There is a lot popping right now on judicial nominations. I'll do my best below to provide some context and recommended action items.
First, it is very important to give credit where it is due: Senator McConnell, Chairman Grassley and the rest of the Senate did great past work both keeping Justice Scalia’s seat open and filling it with Justice Gorsuch. I know that battle concluded over six months ago, but it is still important to remain thankful to McConnell and Grassley for a victory that should pay dividends for the next thirty-five (35) years!
However, we have a present problem that has been building for many months, and McConnell and Grassley must do more. The Senate must pick up the pace on judicial nominees and must stop allowing whiny liberals, like Al Franken, to obstruct the confirmation of constitutionalist judges.
Thus far, the Senate has only confirmed seven (7) judges. That’s not good enough, and it is happening for two reasons: (1) Democrats are obstructing the confirmations and (2) Republicans are not doing nearly enough to stop the obstruction.
Blue Slip Obstruction:
Democrats are refusing to return their “blue slips” to the Senate Judiciary Committee, which is a way for home state Senators to prohibit hearings for some judicial nominees and prevent nominations of others in cases where blue slips can be used as a threat before a nomination is ever made. If a nominee can’t get a hearing in the Judiciary Committee, they never leave the committee, and they never get to the Senate floor for a vote by the full Senate.
It is time for Chairman Grassley to proceed with hearings on obstructed judicial nominees, especially Circuit Courts, and especially when blue slips are being abused for purely political obstruction of the Senate. Conservative and liberal pressure on Grassley has been building for months, but Grassley is still non-committal, even after McConnell said yesterday that Democrats would no longer be allowed to use the blue slip to obstruct judicial nominees. Yesterday, Democrat Minority Leader Schumer joined the debate and encouraged Grassley to “resist” (that’s an interesting word choice) Chairman McConnell.
Floor Obstruction and Inaction:
McConnell’s statement about blue slip obstruction is helpful, but it kind of misses the point because McConnell has not required – and probably can’t require – Grassley to follow his lead. In fact, Grassley made that exact point back to McConnell yesterday. Moreover, the bigger problem is not blue slips but lack of floor votes. McConnell may not be able to solve the “blue slip” problem in the Judiciary Committee, but he surely has the power to fix the larger problem of floor obstruction. If McConnell wants to further the confirmation of judges, and I think he does, then there are three things that he can actually do right now to end the Democrat obstruction of floor votes:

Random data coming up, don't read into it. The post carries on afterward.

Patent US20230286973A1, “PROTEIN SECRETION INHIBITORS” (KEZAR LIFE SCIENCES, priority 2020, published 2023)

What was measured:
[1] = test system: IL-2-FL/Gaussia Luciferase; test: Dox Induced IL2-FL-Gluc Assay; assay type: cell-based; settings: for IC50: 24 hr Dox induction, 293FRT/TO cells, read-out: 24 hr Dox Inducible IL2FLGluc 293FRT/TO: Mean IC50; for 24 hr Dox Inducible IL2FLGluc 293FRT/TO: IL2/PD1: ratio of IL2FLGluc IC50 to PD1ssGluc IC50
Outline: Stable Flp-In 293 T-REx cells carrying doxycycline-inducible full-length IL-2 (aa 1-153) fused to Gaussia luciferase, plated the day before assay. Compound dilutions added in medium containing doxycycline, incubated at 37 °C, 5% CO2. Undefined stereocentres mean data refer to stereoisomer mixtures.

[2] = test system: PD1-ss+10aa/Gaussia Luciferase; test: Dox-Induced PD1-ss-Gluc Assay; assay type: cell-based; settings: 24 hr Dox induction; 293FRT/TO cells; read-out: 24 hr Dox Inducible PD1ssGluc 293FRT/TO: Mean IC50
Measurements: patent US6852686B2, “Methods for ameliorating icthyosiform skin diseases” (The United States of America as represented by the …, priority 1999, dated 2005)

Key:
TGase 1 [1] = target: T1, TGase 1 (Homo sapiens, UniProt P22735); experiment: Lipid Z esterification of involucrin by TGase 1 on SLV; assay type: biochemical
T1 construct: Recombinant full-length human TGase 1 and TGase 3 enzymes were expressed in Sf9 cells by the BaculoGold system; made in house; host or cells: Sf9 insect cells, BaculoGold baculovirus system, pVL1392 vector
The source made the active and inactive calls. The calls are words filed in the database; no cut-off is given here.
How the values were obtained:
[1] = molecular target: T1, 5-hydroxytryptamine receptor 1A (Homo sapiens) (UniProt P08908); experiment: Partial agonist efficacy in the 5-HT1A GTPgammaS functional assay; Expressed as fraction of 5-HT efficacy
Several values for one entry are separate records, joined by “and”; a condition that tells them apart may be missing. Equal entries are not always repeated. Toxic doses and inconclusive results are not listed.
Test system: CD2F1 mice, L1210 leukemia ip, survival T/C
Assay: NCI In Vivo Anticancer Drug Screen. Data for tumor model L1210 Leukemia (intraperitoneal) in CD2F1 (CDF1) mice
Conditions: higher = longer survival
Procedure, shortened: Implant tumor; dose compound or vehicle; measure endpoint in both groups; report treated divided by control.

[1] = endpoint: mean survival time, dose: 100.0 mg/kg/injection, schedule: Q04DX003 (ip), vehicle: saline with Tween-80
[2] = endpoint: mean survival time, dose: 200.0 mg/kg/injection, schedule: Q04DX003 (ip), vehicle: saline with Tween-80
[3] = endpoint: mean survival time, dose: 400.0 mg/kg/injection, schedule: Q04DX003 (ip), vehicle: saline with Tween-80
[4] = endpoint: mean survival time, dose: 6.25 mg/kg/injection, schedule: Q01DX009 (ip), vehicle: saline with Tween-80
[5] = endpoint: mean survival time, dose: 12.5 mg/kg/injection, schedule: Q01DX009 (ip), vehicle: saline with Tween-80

- First, he should schedule all night sessions to run the clock on obstructionist Democrats.
- Second, he should schedule Senate votes on Thursday, and Friday, around the clock to speed things up and force votes on judicial nominees, and
- Third, he can change the 30-hour debate rule to 8 hours or less (no one is even debating close to 30 hours anyway).
McConnell and Grassley created a ton of goodwill with conservatives by ensuring that Scalia’s seat was filled with Gorsuch. However, the present situation demands that they again act decisively and courageously!
So, here are three things you can do:
- Demand that Grassley disregard Democrats’ “blue slips” when used for politics or obstruction, and proceed with hearings on obstructed judicial nominees like David Stras,
- Demand that McConnell drastically speed up the pace of nominations, schedule votes on Thursday, and Friday, schedule all night sessions to confirm judges, and change the 30-hour rule to 8 or less, and
- Tell McConnell and Grassley as well as your home state Senators: “Thanks for confirming Gorsuch, but it is time to drastically pick up the pace on judicial nominees and to quit allowing whiny liberals to prevent the confirmation of constitutionalist judges.”
Judicial Action Group